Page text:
What happened

Shares of oil refiner Valero (NYSE:VLO) rose 13.8% in October, according to data provided by S&P Global Market Intelligence. That was noticeably better than the overall market: The S&P 500 was only up by 2% during the same period. 

Valero's outperformance was largely due to its third-quarter earnings report, which beat analysts' expectations when it was released on Oct. 24.

A young woman filling up her car at a gas station.

Most of Valero's revenue comes from its Valero-branded gas stations. Image source: Getty Images.

So what

Valero's Q3 2019 performance was actually pretty underwhelming when compared with the year-ago quarter. Revenue was down 11.7% to $27.2 billion. Net income was down 28.9% to $609 million. And per-share earnings were down 26.4% to $1.48. Long-term debt continued its slow-but-steady rise to $9.6 billion. 

However, analysts were only expecting $24.6 billion in revenue and $1.35 in earnings per share, so the market responded positively to the report. CEO Joe Gorder agreed, saying in a press release that the company had turned in "solid financial results despite challenging market conditions."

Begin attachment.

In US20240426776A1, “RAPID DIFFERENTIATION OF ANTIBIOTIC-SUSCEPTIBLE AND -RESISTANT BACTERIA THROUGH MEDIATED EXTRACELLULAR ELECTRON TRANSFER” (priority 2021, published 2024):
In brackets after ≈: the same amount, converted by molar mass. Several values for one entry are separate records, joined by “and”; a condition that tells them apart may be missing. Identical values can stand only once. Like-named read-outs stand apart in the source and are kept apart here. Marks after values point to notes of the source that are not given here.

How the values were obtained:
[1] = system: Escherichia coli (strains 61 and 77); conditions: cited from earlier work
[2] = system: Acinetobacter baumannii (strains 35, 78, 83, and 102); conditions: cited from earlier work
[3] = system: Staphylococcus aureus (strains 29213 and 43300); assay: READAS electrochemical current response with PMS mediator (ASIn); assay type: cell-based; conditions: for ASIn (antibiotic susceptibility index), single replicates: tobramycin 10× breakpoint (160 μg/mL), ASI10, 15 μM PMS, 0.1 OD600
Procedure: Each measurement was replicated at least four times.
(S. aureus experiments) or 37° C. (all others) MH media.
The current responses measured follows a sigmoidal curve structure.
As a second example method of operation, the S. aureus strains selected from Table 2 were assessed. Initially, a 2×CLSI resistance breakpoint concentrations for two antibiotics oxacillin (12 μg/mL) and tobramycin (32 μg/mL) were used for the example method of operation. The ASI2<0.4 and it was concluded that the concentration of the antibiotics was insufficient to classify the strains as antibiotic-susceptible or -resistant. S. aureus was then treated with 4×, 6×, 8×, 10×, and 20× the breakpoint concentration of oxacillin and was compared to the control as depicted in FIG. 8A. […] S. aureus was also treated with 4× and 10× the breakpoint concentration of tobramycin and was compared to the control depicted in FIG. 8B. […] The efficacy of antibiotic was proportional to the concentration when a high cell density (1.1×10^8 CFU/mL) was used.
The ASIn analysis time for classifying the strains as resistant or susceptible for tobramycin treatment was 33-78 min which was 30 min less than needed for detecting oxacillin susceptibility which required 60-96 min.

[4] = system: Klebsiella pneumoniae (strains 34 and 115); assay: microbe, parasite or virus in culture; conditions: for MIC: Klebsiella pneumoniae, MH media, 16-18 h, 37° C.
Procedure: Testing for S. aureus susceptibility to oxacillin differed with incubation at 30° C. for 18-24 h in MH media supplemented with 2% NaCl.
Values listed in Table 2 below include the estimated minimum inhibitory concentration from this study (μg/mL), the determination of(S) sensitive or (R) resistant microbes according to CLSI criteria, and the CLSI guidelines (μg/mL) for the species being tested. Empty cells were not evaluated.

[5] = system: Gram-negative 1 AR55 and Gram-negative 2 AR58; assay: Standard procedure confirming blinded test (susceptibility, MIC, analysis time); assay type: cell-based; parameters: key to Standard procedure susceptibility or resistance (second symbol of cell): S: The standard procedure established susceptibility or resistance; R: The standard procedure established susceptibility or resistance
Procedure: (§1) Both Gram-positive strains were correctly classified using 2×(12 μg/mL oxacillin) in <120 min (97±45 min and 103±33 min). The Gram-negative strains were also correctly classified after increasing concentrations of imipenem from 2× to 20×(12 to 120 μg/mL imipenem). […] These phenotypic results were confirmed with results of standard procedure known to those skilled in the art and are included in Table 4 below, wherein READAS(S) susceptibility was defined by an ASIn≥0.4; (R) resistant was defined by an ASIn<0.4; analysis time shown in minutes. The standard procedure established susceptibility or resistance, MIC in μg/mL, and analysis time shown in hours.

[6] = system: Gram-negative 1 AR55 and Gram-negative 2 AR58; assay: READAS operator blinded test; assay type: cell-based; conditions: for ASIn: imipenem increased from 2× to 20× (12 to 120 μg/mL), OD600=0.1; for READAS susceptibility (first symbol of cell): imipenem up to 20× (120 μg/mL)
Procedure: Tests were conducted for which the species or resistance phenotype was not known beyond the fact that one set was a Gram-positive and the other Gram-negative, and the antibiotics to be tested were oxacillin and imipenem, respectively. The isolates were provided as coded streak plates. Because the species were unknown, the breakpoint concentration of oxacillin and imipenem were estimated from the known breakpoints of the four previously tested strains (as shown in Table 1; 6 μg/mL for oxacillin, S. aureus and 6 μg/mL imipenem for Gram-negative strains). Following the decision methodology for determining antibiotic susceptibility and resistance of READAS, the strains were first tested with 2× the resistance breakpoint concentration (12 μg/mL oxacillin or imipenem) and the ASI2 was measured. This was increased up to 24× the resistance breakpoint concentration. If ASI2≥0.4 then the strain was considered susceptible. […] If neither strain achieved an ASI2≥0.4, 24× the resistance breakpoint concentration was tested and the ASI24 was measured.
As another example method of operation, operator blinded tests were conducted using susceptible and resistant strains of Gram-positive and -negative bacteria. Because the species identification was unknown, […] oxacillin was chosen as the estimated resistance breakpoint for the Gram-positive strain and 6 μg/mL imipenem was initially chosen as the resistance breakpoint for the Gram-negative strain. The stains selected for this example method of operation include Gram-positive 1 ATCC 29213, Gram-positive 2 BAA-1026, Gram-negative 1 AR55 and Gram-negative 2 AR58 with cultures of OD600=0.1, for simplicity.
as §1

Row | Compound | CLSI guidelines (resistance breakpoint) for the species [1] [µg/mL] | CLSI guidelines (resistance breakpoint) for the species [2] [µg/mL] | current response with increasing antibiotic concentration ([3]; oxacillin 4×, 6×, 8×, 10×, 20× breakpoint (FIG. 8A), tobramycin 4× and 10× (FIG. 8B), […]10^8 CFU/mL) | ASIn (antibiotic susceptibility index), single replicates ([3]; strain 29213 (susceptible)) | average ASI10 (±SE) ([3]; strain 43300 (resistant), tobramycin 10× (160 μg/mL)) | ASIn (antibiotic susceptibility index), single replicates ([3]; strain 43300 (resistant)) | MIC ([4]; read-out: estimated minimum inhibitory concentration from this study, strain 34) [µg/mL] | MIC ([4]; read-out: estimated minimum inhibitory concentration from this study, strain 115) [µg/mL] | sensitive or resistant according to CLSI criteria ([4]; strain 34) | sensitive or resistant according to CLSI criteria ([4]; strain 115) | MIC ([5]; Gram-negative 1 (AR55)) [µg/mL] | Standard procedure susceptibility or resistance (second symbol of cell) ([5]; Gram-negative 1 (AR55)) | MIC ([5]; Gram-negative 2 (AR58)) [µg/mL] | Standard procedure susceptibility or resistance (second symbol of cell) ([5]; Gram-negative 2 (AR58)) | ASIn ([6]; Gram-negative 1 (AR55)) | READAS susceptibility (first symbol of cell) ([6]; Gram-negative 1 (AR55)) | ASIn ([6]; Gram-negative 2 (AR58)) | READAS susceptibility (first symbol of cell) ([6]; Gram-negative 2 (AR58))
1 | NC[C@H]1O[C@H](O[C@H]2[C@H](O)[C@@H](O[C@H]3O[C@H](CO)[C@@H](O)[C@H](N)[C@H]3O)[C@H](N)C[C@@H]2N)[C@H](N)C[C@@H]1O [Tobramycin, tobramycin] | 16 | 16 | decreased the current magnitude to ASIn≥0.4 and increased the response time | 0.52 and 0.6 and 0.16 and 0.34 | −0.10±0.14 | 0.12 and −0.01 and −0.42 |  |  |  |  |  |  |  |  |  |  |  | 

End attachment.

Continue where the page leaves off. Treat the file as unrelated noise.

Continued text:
One bright spot from any standpoint was the $1.4 billion that Valero churned out in operating cash flow, which was up 188% from Q3 2018 and also higher than in Q3 2017. Gorder made much of this on the quarterly earnings call, saying it demonstrated "the flexibility and strength of our assets to deliver steady earnings and free cash flow."

Now what

Valero's results weren't anything to write home about, and the energy sector as a whole has been having ups and downs lately. But Valero has indeed shown the ability to consistently generate cash, and it has also kept an eye on the future, making comparatively big investments in ethanol and biodiesel. 

However, October's stock performance -- mostly based on the company beating the market's low expectations -- shouldn't materially affect your thesis on the stock. And at 18.2 times earnings, shares are looking fairly expensive besides.

This article represents the opinion of the writer, who may disagree with the “official” recommendation position of a Motley Fool premium advisory service. We’re motley! Questioning an investing thesis -- even one of our own -- helps us all think critically about investing and make decisions that help us become smarter, happier, and richer.